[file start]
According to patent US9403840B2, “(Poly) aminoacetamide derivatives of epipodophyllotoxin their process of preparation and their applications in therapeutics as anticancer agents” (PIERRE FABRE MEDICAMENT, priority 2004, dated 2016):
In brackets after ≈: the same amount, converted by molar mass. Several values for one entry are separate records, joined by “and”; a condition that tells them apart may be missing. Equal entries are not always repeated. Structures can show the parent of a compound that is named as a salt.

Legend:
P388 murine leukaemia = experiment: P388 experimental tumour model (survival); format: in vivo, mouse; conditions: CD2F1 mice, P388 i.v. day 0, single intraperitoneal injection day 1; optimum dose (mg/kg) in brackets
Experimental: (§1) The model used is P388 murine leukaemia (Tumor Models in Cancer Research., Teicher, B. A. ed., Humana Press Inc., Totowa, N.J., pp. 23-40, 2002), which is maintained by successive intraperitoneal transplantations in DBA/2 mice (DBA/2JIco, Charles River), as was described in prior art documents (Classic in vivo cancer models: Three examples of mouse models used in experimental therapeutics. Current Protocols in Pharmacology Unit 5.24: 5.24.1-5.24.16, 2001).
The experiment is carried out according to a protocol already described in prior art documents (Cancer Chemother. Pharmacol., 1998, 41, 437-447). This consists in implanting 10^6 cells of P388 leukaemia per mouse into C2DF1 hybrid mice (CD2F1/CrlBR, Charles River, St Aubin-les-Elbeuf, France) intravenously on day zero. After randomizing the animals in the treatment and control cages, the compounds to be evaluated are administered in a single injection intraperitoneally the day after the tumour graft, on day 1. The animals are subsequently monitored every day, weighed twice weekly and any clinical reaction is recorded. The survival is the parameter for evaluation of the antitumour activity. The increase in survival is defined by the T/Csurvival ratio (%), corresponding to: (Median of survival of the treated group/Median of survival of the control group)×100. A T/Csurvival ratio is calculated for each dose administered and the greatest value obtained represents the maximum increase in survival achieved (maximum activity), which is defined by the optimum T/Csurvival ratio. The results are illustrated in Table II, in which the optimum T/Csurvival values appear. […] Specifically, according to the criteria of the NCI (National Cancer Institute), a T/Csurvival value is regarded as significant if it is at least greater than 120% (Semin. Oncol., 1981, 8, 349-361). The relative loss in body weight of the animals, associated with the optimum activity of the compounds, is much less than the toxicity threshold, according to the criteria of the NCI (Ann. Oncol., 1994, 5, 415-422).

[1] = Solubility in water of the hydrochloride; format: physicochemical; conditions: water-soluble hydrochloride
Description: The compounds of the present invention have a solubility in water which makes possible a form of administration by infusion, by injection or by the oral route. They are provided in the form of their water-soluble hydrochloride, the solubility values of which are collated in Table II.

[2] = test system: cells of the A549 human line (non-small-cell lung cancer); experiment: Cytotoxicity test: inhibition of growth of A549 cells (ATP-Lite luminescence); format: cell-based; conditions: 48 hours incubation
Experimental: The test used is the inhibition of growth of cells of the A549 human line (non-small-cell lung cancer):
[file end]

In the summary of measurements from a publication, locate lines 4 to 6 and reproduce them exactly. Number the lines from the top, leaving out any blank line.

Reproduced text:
P388 murine leukaemia = experiment: P388 experimental tumour model (survival); format: in vivo, mouse; conditions: CD2F1 mice, P388 i.v. day 0, single intraperitoneal injection day 1; optimum dose (mg/kg) in brackets
Experimental: (§1) The model used is P388 murine leukaemia (Tumor Models in Cancer Research., Teicher, B. A. ed., Humana Press Inc., Totowa, N.J., pp. 23-40, 2002), which is maintained by successive intraperitoneal transplantations in DBA/2 mice (DBA/2JIco, Charles River), as was described in prior art documents (Classic in vivo cancer models: Three examples of mouse models used in experimental therapeutics. Current Protocols in Pharmacology Unit 5.24: 5.24.1-5.24.16, 2001).
The experiment is carried out according to a protocol already described in prior art documents (Cancer Chemother. Pharmacol., 1998, 41, 437-447). This consists in implanting 10^6 cells of P388 leukaemia per mouse into C2DF1 hybrid mice (CD2F1/CrlBR, Charles River, St Aubin-les-Elbeuf, France) intravenously on day zero. After randomizing the animals in the treatment and control cages, the compounds to be evaluated are administered in a single injection intraperitoneally the day after the tumour graft, on day 1. The animals are subsequently monitored every day, weighed twice weekly and any clinical reaction is recorded. The survival is the parameter for evaluation of the antitumour activity. The increase in survival is defined by the T/Csurvival ratio (%), corresponding to: (Median of survival of the treated group/Median of survival of the control group)×100. A T/Csurvival ratio is calculated for each dose administered and the greatest value obtained represents the maximum increase in survival achieved (maximum activity), which is defined by the optimum T/Csurvival ratio. The results are illustrated in Table II, in which the optimum T/Csurvival values appear. […] Specifically, according to the criteria of the NCI (National Cancer Institute), a T/Csurvival value is regarded as significant if it is at least greater than 120% (Semin. Oncol., 1981, 8, 349-361). The relative loss in body weight of the animals, associated with the optimum activity of the compounds, is much less than the toxicity threshold, according to the criteria of the NCI (Ann. Oncol., 1994, 5, 415-422).